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For other uses, see Strategy (disambiguation).

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Major dimensions
  • Strategy • Strategic management
  • Military strategy • Maritime strategy
  • Strategic planning • Game theory
  • Strategic studies • Strategic thinking
Major thinkers
  • Michael Porter  • Rita Gunther McGrath
  • Bruce Henderson  • Gary Hamel
  • Candace A. Yano  • C. K. Prahalad
  • Jim Collins  • Liddell Hart
  • Carl von Clausewitz  • Sun Tzu
  • Julian Corbett  • Alfred Thayer Mahan
  • J.C. Wylie  • Adrian Slywotzky
  • Sharon Oster  • Chris Zook
  • Henry Mintzberg  • Clay Christensen
  • Business model
  • Competitive advantage  • Experience curve
  • Value chain • Portfolio theory
  • Core competency • Generic strategies
  • Uberisation
  • Sharing economy  • Performance effects
Frameworks and tools
  • SWOT • Five forces
  • Balanced scorecard
  • PEST analysis  • Growth–share matrix
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Strategy (from Greek στρατηγία stratēgia, "art of troop leader; office of general, command, generalship"[1]) is a general plan to achieve one or more long-term or overall goals under conditions of uncertainty. In the sense of the "art of the general", which included several subsets of skills including military tactics, siegecraft, logistics etc., the term came into use in the 6th century C.E. in Eastern Roman terminology, and was translated into Western vernacular languages only in the 18th century. From then until the 20th century, the word "strategy" came to denote "a comprehensive way to try to pursue political ends, including the threat or actual use of force, in a dialectic of wills" in a military conflict, in which both adversaries interact.[2]

Strategy is important because the resources available to achieve goals are usually limited. Strategy generally involves, setting goals and priorities, determining actions to achieve the goals, and mobilizing resources to execute the actions.[2] A strategy describes how the ends (goals) will be achieved by the means (resources).[3] Strategy can be intended or can emerge as a pattern of activity as the organization adapts to its environment or competes.[2] It involves activities such as strategic planning and strategic thinking.[4]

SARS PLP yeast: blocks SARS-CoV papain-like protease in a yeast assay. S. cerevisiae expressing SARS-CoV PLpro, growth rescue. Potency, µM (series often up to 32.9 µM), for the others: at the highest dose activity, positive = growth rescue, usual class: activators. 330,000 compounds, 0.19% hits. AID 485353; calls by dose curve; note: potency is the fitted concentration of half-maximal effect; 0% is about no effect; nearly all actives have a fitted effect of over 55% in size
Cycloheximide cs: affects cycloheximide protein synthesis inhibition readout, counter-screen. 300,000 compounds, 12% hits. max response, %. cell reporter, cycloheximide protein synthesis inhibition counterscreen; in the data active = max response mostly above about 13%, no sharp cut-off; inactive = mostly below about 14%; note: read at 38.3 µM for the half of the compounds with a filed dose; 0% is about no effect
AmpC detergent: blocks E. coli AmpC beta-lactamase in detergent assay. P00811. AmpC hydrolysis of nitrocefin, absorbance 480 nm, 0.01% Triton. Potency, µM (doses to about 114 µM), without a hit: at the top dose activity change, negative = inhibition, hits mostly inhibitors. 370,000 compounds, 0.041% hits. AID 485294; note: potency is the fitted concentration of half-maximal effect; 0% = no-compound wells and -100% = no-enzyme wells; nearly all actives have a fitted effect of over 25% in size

Henry Mintzberg from McGill University defined strategy as a pattern in a stream of decisions to contrast with a view of strategy as planning,[5] while Henrik von Scheel defines the essence of strategy as the activities to deliver a unique mix of value – choosing to perform activities differently or to perform different activities than rivals.[6] while Max McKeown (2011) argues that "strategy is about shaping the future" and is the human attempt to get to "desirable ends with available means". Dr. Vladimir Kvint defines strategy as "a system of finding, formulating, and developing a doctrine that will ensure long-term success if followed faithfully."[7] Complexity theorists define strategy as the unfolding of the internal and external aspects of the organization that results in actions in a socio-economic context.[8][9][10]